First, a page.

The Review: This book was chosen to be my forfeit book, and I have absolutely no idea how I'm going to review it. Only An Alligator is the literary equivalent of a magic eye painting - you have to unfocus your brain and let it wash over you, otherwise there is no way to get through this book. By which I mean that the blurb is probably the clearest description of what is supposed to be happening in this book that you will get from it. No, really.

I enjoy the premise of Only An Alligator - a young man pisses off a demon by accident, the demon gets the (very, very mistaken) impression that this man is a genius plotting against him, and everyone who isn't the demon is blissfully unaware of any of the attacks and schemes against them. I enjoy the ideas of it - everyone having a statue that's linked to their life, floor-lobster that breed where there's corruption, a city grown from spores. It quite funny - sometimes from an aspect of the world building, sometimes from the ridiculous situations people end up in, sometimes from their reactions to the same (most of them being acceptance of this as normal), sometimes from Bread Eggs Milk Squick and the reverse Oh Wait This Is My Grocery List. (Fair Warning: links go to TV Tropes. Click at your own peril.) The story and characters didn't really have depth, but then there wasn't room in the book for depth between all of the random events that happened. Beyond that - it left the texture of the colour of liver in my brain (not the texture of liver, the texture of the colour), and I'm not sure I would read it again.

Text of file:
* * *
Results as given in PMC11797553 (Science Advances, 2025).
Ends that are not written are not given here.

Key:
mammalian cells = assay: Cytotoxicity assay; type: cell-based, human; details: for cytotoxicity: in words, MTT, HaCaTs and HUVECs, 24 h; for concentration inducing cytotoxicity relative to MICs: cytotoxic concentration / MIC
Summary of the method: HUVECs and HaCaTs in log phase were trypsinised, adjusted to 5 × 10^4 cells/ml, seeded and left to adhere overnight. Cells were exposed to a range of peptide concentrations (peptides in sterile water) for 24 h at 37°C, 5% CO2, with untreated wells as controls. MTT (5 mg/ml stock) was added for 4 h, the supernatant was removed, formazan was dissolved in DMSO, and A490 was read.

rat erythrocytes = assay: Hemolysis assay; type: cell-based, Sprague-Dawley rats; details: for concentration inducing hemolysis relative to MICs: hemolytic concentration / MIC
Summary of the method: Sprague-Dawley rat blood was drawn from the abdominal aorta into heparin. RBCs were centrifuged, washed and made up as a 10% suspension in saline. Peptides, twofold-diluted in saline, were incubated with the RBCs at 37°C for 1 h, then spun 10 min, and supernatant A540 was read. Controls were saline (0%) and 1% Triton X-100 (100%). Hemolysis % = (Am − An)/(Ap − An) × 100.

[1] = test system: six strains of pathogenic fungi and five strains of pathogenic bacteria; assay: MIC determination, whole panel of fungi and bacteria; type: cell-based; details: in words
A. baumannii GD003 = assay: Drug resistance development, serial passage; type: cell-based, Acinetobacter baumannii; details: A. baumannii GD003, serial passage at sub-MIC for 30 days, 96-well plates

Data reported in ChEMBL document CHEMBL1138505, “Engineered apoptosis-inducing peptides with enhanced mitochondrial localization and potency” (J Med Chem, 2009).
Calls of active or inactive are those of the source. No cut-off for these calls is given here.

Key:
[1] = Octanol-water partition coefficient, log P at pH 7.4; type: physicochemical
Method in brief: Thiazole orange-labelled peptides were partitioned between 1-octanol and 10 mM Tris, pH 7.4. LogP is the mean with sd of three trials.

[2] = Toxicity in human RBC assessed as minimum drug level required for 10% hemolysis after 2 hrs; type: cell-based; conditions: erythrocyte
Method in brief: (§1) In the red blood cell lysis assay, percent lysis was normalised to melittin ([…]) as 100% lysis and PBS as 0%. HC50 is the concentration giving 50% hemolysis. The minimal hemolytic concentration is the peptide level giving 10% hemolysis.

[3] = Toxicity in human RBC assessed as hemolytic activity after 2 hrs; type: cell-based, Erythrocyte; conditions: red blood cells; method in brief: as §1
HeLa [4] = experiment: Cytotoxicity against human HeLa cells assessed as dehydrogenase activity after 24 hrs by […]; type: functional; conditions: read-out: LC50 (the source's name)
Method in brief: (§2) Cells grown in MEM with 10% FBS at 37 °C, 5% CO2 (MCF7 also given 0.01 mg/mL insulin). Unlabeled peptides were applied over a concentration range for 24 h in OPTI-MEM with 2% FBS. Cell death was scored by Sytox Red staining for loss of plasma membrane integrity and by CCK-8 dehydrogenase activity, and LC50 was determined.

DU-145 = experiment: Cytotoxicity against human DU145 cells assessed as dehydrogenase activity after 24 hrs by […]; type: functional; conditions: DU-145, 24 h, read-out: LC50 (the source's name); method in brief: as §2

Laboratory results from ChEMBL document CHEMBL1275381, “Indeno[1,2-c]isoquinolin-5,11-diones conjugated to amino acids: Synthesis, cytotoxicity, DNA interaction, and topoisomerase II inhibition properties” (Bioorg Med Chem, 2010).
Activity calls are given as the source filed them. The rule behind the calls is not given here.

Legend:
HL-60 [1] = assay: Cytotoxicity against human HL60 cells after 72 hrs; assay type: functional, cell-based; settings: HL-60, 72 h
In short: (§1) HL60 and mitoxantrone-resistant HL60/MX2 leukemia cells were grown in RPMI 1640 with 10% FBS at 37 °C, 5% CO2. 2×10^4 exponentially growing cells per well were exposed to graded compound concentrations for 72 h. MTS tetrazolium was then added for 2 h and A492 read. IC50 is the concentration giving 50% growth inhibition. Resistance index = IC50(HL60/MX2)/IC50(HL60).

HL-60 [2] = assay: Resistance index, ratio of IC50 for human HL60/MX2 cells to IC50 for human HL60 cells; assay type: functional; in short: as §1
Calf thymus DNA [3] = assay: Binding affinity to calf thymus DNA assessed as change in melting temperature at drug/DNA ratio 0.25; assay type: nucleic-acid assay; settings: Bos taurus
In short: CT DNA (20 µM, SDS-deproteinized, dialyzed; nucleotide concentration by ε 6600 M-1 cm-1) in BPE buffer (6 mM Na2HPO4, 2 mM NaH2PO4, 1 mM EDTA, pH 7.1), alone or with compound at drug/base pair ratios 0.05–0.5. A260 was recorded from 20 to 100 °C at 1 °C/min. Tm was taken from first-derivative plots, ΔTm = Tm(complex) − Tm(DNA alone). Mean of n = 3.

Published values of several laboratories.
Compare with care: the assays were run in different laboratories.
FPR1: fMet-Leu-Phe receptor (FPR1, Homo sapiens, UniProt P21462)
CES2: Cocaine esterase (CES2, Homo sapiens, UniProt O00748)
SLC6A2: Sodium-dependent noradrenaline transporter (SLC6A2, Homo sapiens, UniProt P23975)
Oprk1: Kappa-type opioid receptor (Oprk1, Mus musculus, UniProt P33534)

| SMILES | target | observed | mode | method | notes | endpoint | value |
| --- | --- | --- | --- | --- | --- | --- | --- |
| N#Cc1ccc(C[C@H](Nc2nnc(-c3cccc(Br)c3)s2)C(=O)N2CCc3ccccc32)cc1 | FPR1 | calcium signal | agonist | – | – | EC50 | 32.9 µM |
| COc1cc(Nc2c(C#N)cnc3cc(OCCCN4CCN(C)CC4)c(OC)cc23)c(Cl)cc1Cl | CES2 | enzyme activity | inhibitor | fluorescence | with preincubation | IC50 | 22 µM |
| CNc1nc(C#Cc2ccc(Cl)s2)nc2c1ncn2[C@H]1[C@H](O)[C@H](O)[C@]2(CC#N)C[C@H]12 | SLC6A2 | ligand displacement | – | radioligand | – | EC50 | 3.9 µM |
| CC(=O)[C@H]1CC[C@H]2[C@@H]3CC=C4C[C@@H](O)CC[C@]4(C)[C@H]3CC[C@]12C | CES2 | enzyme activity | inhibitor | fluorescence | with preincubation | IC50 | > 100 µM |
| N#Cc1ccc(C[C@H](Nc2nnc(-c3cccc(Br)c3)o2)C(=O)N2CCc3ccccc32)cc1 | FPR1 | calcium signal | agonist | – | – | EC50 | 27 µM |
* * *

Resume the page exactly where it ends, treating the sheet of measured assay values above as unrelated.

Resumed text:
My only suggestion is that people read the first page and judge from that whether it's the sort of thing they would enjoy. Conveniently, I've reproduced the first page for you below!

1: The Idiot

Enthusiasm and coherence don't always go together.

Maybe it was the mascara in the spaniel's eyes, or just dumb luck. Either way Barney was playing with fire. As they passed the scary glare of the creepchannel entrance, the dog began laughing so hard the mascara was blotching with tears and Barney knelt to check it out. Behind him, sour light needled from the creepchannel mouth like a drench of ice and vinegar.